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Custody and Alimony: Sensitive Subjects in a Divorce

By Snyder Sarno D'Aniello Maceri & da Costa LLC on July 05, 2017


Issues of custody are typically a difficult subject for parents who have just been through a divorce.  Regardless of each parents’ position on custody, the court will always side with the best interests of the child.  The ex-couples’ relationship can become even more contentious, however, when issues of alimony come up.  The following case discusses both issues and how the Appellate Court ultimately decided the case.    

In Klyachman v. Garrity, the parties were married for thirteen years with one daughter who will be fourteen in December 2017.  Upon their divorce, the parties entered a Property Settlement Agreement (“PSA”), of which the following two provisions were at issue on appeal: (1) defendant’s obligation to pay plaintiff limited duration alimony of $21,000 per year for six years unless plaintiff cohabitates with an unrelated person; and (2) addressing child custody and parenting time.  The PSA describes protocols for each parents’ transparency regarding the child’s health and emotional well-being. 

Defendant sought to terminate his alimony support, alleging that plaintiff was involved in a romantic relationship and cohabitating with someone.  Specifically, he alleges that plaintiff has been involved in a romantic relationship for ten years and they present themselves as husband and wife when in public.  He also moved to modify the current parenting time order designating plaintiff as the parent of primary residence to a shared-custody arrangement given that he had recently purchased a house with a separate room for the parties’ daughter.  The judge denied defendant’s motion, finding that he did not establish a sufficient basis of changed circumstances to warrant a plenary hearing as to the custody issue.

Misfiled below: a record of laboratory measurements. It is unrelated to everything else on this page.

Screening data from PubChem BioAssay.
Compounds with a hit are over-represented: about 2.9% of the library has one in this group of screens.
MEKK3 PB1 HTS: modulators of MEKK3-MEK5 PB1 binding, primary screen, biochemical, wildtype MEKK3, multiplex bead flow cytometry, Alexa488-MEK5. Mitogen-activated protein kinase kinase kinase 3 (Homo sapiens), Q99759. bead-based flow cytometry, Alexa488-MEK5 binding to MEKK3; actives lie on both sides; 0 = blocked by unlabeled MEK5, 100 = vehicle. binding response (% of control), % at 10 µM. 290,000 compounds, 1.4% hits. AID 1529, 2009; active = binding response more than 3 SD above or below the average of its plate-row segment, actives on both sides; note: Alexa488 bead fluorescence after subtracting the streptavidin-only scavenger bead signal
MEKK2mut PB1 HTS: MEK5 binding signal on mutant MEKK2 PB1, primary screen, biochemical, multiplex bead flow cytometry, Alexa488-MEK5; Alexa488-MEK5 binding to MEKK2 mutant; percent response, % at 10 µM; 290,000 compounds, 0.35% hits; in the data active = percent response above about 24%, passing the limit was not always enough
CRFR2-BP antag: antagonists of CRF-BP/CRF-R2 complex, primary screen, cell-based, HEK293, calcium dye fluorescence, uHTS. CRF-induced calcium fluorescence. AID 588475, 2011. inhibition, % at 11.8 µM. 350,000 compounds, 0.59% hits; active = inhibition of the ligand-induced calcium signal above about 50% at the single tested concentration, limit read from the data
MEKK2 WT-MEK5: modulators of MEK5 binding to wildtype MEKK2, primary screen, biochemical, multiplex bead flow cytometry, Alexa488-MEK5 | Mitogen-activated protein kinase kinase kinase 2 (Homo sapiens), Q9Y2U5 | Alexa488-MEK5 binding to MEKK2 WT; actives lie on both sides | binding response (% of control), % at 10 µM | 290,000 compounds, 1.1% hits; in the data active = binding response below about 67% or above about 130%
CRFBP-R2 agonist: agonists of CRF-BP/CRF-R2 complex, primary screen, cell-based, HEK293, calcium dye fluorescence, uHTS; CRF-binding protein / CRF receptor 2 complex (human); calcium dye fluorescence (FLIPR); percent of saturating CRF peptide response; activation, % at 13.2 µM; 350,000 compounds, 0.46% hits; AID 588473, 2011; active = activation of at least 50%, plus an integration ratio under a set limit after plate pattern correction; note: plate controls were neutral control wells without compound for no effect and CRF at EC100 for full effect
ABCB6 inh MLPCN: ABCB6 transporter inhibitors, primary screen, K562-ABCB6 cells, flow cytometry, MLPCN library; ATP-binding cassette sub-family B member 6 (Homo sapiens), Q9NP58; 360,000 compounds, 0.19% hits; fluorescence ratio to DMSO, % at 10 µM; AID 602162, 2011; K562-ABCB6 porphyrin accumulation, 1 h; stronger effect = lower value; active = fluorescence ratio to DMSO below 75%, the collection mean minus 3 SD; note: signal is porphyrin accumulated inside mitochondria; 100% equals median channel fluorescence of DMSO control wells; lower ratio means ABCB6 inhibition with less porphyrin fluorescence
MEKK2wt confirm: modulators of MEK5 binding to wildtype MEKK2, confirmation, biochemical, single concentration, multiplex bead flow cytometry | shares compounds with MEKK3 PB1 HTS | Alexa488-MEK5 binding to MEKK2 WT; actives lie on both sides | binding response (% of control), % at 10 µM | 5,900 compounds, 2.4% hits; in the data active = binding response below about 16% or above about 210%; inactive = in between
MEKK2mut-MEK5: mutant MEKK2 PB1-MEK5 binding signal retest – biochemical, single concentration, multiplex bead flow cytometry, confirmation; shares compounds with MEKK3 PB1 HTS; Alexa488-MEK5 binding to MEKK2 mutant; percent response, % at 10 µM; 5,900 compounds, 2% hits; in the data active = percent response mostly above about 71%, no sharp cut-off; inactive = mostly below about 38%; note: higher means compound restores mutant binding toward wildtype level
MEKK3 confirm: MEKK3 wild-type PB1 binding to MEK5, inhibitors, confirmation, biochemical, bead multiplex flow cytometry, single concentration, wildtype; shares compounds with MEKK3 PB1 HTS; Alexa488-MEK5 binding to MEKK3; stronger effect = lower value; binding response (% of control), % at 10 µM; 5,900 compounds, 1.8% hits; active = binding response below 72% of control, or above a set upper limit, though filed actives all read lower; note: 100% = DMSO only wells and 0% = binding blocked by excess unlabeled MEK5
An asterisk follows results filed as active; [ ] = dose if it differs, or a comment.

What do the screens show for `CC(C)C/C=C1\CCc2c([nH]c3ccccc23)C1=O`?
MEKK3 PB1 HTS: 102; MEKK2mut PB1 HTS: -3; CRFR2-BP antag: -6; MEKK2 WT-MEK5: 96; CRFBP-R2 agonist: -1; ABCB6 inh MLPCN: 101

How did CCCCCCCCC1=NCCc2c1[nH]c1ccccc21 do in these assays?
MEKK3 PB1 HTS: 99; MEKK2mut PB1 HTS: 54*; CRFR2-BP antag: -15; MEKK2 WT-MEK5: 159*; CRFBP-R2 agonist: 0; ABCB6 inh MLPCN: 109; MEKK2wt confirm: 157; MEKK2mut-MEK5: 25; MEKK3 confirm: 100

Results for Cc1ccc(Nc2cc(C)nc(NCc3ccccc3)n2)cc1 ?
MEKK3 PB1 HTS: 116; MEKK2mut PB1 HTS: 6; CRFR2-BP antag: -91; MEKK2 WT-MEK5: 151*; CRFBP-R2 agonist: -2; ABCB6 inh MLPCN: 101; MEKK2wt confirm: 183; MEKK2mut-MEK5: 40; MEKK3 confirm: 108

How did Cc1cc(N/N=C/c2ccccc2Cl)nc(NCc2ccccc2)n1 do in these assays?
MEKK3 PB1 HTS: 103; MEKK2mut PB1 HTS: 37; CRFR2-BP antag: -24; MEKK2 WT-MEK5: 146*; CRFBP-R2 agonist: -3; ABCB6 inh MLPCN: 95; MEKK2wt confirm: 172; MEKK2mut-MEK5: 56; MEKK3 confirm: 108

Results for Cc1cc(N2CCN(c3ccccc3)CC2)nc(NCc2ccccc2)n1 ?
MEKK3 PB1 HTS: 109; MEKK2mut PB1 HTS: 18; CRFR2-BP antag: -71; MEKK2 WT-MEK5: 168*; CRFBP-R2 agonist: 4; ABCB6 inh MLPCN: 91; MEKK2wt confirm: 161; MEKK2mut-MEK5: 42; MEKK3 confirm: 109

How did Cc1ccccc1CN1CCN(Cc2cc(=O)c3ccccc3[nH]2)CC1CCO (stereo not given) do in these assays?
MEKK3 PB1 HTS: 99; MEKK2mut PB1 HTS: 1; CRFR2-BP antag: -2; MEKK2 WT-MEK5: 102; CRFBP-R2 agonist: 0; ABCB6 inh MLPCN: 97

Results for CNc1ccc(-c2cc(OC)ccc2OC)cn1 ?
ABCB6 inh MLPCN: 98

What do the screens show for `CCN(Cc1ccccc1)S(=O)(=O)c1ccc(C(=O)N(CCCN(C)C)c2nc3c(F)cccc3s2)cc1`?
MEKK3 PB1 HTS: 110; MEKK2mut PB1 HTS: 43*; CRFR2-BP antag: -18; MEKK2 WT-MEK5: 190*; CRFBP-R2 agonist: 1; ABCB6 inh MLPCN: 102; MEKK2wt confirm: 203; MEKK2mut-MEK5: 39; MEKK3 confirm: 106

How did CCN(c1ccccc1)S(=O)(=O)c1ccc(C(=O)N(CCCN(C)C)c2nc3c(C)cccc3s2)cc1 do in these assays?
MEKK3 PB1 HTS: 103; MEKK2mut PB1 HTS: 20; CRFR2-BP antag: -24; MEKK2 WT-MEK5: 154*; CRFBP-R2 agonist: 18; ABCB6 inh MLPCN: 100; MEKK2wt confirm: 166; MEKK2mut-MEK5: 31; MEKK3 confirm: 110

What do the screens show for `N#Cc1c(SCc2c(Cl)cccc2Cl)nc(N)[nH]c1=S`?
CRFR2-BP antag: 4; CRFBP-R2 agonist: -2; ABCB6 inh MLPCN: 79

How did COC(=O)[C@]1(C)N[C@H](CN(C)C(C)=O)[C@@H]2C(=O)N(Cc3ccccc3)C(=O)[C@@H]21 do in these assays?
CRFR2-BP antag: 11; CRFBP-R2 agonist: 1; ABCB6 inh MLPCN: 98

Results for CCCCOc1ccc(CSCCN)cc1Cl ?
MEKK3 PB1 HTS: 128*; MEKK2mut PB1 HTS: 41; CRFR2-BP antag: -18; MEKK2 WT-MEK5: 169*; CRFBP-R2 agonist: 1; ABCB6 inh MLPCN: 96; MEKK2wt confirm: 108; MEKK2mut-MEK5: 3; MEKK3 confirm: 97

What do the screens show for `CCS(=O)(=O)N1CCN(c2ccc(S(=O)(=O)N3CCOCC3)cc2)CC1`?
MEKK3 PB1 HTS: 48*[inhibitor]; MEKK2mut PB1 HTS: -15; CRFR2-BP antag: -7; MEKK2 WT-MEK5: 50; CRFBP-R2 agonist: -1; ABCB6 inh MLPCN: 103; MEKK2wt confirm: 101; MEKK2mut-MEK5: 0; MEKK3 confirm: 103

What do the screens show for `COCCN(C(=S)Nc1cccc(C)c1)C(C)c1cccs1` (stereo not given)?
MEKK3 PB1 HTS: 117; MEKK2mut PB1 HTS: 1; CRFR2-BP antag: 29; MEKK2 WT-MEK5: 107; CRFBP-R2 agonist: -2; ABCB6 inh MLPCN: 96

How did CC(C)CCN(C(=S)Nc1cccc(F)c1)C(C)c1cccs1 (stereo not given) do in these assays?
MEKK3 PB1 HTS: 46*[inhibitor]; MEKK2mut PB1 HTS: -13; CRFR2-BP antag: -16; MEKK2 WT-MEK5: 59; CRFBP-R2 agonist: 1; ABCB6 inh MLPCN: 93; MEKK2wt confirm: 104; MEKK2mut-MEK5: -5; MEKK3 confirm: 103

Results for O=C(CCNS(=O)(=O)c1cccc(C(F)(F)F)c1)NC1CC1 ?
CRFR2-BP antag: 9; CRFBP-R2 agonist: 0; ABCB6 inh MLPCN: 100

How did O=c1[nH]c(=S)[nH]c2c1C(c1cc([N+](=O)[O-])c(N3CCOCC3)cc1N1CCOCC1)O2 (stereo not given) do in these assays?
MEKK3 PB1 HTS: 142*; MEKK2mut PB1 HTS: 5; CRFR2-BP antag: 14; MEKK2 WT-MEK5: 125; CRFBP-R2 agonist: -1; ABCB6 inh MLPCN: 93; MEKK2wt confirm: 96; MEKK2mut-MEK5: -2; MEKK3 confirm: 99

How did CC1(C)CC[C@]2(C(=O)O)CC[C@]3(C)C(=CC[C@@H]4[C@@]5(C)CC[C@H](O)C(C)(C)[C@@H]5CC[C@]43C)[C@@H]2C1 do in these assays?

As to the cohabitation issue, defendant asserts that the man plaintiff is in a relationship with rented the top floor of the two-family home where plaintiff resides and occupies the first floor.  Plaintiff, however, argues that he is merely a neighbor, although admits he is her “boyfriend.”

A court will terminate or suspend alimony if the payee cohabits with another person.  The court looks at the following factors as provided in N.J.S.A. 2A:34-23(n):

  1. Intertwined finances, e.g. joint bank accounts;
  2. Shared living expenses;
  3. Recognition of the relationship by the couple’s family and friends;
  4. Living together, the frequency of contact, the duration of the relationship, and other indicia of a mutually supportive intimate personal relationship;
  5. Sharing of chores; and
  6. Whether the payee has any enforceable promises of support from another person.

The judge found that, while the parties had dated for quite a long time, there wasn’t any evidence regarding the intermingling of their finances.  The motion judge found that defendant did not present a prima facie showing to warrant the termination or suspension of his alimony.  On appeal, the court found the motion judge erred by denying plaintiff the opportunity to conduct limited discovery at a plenary hearing and remanded the case to determine his alimony obligation after a closer analysis of the factors described above.  

Regarding child custody, the parties clearly have adverse positions with respect to the best interests of their daughter.  The motion judge enforced the parties’ PSA from 2012 on child custody without addressing any factors in N.J.S.A. 9:2-4.  The Appellate Court reversed the motion judge for failing to consider the factors and remanded the case to determine whether changing the custodial arrangement of the parties’ teenaged daughter serves her best interests, with special instructions to apply the factors. 

A few of the most important factors in N.J.S.A. 9:2-4 that a judge must consider in addressing the best interests of the child are as follows:

  1. The parents’ ability to agree and communicate in matters regarding the child;
  2. The interaction and relationship of the child with its parents and siblings;
  3. the history of domestic violence, if any;
  4. the stability of the home environment offered; and
  5. the quality and continuity of the child’s education.   

If you have any questions regarding child custody or alimony, contact the skilled matrimonial attorneys at Snyder Sarno D’Aniello Maceri & da Costa LLCCall us today at (973) 274-5200.

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